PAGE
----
Courtesy Reuters

Japan: Eye on 1970

The United States and Japan approach a changing relationship. Japan wants the continued nuclear guarantee of the United States but is restive at the protracted American control of Okinawa and the irksome problems arising from American military bases in Japan. The natural desire of a leading industrial nation for a more "independent" foreign policy, including what is vaguely expressed as "autonomous defense," appears to be steadily growing. At the same time, the United States, under a new Administration and in a post-Viet Nam period, can be expected to reassess its responsibilities overseas, particularly in Asia. The simultaneous meeting in Japan of these forces for change could, if the gears mesh smoothly, produce a healthy transition toward a sounder, more mutually responsive Japanese-American relationship. On the other hand, misunderstandings or misplaced expectations on either or both sides could block such a happy result and damage the interests of both countries.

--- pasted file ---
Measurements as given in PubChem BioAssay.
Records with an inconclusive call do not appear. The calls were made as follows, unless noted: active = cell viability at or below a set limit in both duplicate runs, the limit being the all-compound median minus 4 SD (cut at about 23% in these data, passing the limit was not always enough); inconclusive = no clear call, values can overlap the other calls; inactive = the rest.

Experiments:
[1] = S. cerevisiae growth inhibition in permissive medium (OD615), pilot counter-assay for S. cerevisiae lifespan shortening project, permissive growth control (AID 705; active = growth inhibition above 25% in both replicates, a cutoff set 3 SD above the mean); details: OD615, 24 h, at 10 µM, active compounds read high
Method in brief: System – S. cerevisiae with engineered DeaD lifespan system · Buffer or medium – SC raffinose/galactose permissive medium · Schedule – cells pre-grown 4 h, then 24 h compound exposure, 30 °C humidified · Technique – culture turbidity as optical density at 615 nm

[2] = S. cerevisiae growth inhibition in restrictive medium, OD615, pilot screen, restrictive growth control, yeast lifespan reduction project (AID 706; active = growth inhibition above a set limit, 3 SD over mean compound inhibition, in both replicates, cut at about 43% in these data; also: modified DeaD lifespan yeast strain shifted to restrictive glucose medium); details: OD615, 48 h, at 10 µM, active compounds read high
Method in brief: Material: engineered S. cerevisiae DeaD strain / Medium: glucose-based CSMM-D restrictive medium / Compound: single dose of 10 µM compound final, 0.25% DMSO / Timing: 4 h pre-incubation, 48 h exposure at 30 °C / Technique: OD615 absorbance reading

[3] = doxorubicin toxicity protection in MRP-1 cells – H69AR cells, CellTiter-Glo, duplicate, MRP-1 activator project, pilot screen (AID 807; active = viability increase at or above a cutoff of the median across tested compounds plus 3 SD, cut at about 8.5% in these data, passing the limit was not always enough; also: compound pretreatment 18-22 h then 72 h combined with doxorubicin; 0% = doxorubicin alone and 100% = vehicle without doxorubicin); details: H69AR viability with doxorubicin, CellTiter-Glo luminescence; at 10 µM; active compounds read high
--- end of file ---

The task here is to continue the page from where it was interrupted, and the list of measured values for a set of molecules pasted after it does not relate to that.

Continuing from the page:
There is a timetable. In June 1970, when the security treaty becomes subject to notice of intent to terminate, political action is threatened by the Left. A goal for the opposition and a deadline for the government, 1970 symbolizes Japan's most important and most discussed foreign policy issue today. In essence it is the problem of Japan's security. To understand it, one should look at Japan's current "mood," its effort in self-defense, the security treaty itself and the problem of Okinawa.

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The year 1968 marked the 100th anniversary of the accession to the throne of Emperor Meiji. The Japanese take pride in the achievements of the Meiji era but in spirit seem somewhat closer to the pleasures of the long Tokugawa peace than to the militancy of the Meiji period which followed. In fact, an all-pervading "peace mood" is the strongest element in the state of the Japanese mind today. The Japanese "peace constitution," which in its Article 9 prohibits the maintenance of "land, sea, and air forces, as well as other war potential," is today supported almost unanimously by the Japanese people (91 percent in

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